Up to now I have played 145 games for the one Club. I’ve got one more year on my contract and I don’t know if it will go longer. It’s a bit of an unknown at the moment where I will be after next year which is a hard situation to be in having a family to look after too. After next year I don’t know what I’ll be doing. Hopefully I can get a contract here but we will see what happens.
For as long as I’ve known, everyone always says that South Sydney train too hard and that’s why some players don’t come here but we won in 2014 so that’s not true. That was obviously a great year and when other players come in, it’s been really good to see the players just buy in and do what they are asked to do to fit in with the team.
A lot of the boys give it to me about rituals that I have before games or around game time. Like the way I pack my bag, I put everything out on my bed and make sure I’ve got everything before the game. Another ritual I have is my uncle rings me around lunchtime. He lives up in Queensland and he rings me just to wish me luck and always writes me a little note on Facebook. My Mum and my Dad also send me a message before the game.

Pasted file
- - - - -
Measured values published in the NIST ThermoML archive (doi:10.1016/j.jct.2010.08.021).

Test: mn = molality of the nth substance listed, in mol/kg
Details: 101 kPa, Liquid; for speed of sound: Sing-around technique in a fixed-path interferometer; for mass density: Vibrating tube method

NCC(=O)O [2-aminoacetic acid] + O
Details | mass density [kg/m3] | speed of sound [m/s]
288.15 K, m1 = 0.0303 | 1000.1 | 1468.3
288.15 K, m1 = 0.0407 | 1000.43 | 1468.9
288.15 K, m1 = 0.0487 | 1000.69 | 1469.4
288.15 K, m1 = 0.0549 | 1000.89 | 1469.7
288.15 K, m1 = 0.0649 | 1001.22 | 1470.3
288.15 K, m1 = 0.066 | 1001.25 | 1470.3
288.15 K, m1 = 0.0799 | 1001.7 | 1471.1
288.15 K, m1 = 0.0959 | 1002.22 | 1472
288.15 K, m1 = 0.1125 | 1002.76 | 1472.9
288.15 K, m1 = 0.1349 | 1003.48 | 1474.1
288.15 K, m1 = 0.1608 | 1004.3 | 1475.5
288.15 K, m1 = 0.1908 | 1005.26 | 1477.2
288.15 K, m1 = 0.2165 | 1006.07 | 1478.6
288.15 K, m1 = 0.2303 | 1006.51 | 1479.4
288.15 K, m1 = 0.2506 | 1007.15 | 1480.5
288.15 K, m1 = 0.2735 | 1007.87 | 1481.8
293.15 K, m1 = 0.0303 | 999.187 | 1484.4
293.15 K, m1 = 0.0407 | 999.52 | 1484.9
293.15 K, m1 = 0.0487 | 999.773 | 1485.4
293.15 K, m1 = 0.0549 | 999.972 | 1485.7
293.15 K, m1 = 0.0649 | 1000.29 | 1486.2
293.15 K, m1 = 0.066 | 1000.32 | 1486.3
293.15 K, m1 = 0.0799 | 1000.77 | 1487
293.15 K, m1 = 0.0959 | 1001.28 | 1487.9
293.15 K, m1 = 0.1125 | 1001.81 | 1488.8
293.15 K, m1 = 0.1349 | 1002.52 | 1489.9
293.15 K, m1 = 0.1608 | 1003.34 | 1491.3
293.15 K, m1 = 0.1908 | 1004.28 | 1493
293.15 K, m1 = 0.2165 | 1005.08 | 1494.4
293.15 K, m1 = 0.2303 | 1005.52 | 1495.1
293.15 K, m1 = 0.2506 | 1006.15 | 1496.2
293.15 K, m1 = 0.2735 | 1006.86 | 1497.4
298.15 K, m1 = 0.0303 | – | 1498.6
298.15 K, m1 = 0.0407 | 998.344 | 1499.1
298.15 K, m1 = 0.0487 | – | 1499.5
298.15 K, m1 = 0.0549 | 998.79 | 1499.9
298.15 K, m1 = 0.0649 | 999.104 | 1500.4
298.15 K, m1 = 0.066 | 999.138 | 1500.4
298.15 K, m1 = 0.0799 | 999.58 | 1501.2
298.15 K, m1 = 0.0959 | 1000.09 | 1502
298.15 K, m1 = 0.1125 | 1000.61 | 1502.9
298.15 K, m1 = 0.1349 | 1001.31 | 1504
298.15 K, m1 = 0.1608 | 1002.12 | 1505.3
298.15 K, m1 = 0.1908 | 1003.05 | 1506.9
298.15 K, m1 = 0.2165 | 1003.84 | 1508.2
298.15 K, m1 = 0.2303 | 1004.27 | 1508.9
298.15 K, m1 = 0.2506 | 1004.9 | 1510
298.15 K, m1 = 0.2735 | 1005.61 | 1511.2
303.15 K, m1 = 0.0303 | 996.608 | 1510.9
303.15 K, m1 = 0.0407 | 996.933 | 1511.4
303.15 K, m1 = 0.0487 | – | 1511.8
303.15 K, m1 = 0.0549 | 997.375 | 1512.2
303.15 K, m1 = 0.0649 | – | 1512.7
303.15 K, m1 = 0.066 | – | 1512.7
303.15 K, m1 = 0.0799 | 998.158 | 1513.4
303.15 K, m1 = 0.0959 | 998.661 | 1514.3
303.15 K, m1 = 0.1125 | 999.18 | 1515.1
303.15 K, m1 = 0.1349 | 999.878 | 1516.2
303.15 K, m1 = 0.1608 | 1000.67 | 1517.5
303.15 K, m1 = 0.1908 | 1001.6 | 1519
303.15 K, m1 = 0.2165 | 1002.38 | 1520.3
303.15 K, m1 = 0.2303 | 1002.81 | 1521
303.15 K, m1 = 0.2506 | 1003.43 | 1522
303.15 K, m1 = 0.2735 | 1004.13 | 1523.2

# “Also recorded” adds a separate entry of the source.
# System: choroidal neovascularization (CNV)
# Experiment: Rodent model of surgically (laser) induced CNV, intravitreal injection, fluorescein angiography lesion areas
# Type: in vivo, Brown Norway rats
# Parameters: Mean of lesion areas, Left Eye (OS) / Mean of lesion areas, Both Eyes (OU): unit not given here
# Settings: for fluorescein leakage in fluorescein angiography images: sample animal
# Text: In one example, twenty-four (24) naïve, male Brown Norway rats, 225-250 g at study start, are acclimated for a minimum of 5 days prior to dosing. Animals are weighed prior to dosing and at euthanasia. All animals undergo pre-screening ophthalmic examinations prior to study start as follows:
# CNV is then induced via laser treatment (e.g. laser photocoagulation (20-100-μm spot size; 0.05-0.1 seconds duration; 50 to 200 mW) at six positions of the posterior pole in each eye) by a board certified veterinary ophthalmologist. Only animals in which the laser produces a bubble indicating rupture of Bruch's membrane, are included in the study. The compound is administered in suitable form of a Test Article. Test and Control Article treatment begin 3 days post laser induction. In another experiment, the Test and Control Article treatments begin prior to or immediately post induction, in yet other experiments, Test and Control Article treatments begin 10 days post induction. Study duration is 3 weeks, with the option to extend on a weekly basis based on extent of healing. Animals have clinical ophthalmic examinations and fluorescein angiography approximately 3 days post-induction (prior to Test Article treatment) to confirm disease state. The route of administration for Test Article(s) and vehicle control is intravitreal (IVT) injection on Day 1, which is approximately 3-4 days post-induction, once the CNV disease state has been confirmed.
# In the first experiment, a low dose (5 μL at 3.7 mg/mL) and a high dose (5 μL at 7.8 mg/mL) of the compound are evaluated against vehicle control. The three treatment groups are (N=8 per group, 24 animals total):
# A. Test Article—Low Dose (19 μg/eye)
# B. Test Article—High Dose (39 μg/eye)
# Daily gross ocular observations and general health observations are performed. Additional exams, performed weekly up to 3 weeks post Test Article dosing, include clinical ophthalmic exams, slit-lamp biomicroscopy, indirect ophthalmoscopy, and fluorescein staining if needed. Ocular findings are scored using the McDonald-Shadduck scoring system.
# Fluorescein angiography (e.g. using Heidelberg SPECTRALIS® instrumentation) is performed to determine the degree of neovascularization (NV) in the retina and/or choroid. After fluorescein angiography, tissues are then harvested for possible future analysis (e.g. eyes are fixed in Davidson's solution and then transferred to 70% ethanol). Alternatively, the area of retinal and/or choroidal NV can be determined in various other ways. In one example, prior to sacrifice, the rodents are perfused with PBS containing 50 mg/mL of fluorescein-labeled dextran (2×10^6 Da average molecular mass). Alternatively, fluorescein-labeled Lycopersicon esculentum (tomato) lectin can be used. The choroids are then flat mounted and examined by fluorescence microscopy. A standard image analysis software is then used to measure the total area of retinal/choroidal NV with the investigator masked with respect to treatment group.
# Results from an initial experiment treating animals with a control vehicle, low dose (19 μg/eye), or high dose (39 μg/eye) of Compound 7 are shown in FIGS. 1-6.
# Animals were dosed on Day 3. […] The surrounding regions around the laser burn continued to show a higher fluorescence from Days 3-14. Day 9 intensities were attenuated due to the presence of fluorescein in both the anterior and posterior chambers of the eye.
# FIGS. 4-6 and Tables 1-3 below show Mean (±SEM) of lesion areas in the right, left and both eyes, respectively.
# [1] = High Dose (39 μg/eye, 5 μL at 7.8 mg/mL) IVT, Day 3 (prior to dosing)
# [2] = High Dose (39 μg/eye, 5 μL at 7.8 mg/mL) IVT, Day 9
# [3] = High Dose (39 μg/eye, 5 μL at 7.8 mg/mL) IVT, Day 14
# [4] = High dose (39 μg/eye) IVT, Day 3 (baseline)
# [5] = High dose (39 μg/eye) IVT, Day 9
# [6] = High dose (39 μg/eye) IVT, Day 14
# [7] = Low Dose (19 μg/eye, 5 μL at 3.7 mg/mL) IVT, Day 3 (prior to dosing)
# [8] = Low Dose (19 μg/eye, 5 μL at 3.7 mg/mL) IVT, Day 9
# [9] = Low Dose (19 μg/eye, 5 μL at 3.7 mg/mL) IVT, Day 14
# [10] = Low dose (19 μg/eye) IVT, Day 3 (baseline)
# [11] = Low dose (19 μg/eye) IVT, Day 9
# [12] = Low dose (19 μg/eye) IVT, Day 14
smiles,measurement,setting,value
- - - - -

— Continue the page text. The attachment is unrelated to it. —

I’ve seen a lot of change go through this Club and it’s been good. I was a local kid that would play on the weekend’s on a Sunday and stay in my Wombats outfit and go out to the games at Allianz Stadium and remember playing at half time of a Souths game and being one of the kids in the tunnel when the players ran out. I always try and make sure I hit the kids’ hands when I go through for that reason.
I have a lot of support from family and friends. Mum and Dad come to most of my games, they’ve actually surprisingly got different seats. My Mum sits down the front behind the opposition bench along with my sisters, mainly so I can hear her and the team can hear her. Dad sits at the back behind one of the posts and if it’s not at ANZ Stadium I can most of the time find him at any away games as well out of the crowd. I’ve always found a way to find him, it’s surprising but we just give a little nod or something to show we know each other are there and it’s always good to know I’ve got that support from Mum and Dad.